Meeting the demand for healthy meals while coping with picky palates and rising food costs is no small feat for college and university foodservice directors. One of the ways they manage is by menuing beans in tasty and good-for-you applications, often in an ethnic or comfort-food style.
"Beans are eaten quite well here," says Cynthia Lategan, senior executive chef at 26,500-student Colorado State University in Fort Collins.
Her bean complement includes black, pinto, kidney, garbanzo, Great Northern, navy and red beans. They star in everything from Cajun-style red beans simmered with ham hocks and andouille sausage to black bean, corn and millet salad featuring organic millet grown on a nearby farm.
Also in the menu mix are quinoa, tabbouleh and white-bean hummus wraps, Caribbean black bean and mango dip and black bean and corn chili with Fritos. Two kinds of falafel appear, one made with the traditional chickpeas, the other with black beans. In addition, beans are a popular meat alternative at the Mongolian Grill station in the dining hall, where both vegetarians and carnivores flock for stir fries, Lategan says.
Fond of the flavors, textures and versatility of beans, Lategan is a proponent of bean cuisine that pleases a wide audience, not just vegetarians and habitual healthy eaters. "I think it is important that these dishes appeal to everybody," Lategan says.
She is working with a food that is high in protein, complex carbohydrates and dietary fiber. Beans are also cholesterol free, virtually devoid of fat and rich in potassium, magnesium, folate and iron. Credentials like those have helped make beans a staple of cultures around the globe and an increasing choice for Americans seeking new dining experiences that are exciting as well as nutritious.
Most of the beans at CSU are canned, for consistency and labor reduction. "I think the cans are very good," says Lategan. "There are definitely issues when you cook beans from dry. Sometimes it seems like they never get tender."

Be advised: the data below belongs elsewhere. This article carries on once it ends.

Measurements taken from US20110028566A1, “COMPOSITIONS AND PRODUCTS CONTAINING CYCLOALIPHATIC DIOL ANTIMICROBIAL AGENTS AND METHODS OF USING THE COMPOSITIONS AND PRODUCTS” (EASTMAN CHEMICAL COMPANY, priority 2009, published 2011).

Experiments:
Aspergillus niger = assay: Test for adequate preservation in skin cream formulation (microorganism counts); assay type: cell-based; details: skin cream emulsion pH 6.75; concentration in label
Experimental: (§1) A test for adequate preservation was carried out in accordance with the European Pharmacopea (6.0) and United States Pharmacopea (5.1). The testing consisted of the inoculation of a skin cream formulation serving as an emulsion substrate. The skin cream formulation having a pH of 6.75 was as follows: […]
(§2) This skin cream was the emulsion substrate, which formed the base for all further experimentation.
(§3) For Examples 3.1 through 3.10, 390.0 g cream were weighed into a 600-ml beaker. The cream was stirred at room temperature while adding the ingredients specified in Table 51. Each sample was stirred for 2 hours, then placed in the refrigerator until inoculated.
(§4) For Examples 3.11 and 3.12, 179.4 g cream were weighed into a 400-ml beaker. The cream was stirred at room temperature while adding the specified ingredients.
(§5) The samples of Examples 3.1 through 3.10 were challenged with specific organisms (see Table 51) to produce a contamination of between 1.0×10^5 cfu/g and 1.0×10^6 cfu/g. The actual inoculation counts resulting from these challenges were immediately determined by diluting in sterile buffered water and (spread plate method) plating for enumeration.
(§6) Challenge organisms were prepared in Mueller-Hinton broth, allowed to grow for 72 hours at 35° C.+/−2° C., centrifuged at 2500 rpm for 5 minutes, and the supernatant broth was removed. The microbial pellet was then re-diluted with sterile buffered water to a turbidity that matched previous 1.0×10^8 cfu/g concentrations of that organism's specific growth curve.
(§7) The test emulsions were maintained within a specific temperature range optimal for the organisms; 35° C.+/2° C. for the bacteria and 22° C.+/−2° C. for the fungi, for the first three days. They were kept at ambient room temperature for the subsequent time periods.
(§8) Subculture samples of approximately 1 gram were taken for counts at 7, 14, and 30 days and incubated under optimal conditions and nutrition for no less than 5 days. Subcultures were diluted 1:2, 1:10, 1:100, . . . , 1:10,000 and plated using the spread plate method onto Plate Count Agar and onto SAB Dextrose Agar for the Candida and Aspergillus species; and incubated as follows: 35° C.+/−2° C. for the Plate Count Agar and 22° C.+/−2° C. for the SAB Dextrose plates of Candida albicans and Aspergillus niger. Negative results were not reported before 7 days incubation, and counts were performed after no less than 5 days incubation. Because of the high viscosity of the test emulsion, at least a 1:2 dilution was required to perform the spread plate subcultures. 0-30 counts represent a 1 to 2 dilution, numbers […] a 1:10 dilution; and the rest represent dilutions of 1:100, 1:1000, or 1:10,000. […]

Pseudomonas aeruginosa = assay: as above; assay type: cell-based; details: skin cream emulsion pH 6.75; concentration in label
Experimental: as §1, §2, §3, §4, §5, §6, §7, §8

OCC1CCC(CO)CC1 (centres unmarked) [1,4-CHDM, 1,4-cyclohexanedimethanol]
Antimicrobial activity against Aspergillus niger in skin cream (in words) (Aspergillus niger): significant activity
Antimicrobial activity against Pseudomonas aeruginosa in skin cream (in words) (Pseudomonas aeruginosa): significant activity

Although some C&U dining halls are offering smaller meat portions to manage rising costs, that is not the case in Fort Collins.
"We have not reduced meat portions," says Lategan. "But we have always had a very strong presence of vegetarian and vegan foods and tried to make them interesting to everyone. So in that sort of back-door way, I guess I am hoping to cut down on the consumption of the expensive proteins."
Another chef capitalizing on the appeal of beans is Peter Fischbach, regional director of culinary development for Gourmet Dining at the 8,900-student New Jersey Institute of Technology in Newark. Known for his frequent international cuisine promotions, Fischbach menus channa masala, a North Indian-style meatless chickpea stew with a medium spice profile, served with rice.
"Indian food is generally very healthy because there are a lot of veggies and quite a bit of mung beans and kidney beans," says Fischbach. He likes to balance the lively spices in Indian fare with cooling yogurt, mint and cilantro.
In addition to satisfying the large Indian student contingent at NJIT, channa masala has also won over members of the general population seeking a good-for-you meal that is out of the ordinary.
"They enjoy it as a break from the everyday food," says Fischbach. "You are getting good, clean flavors and something that is exotic, but not too exotic."
This post is sponsored by Bush’s Best®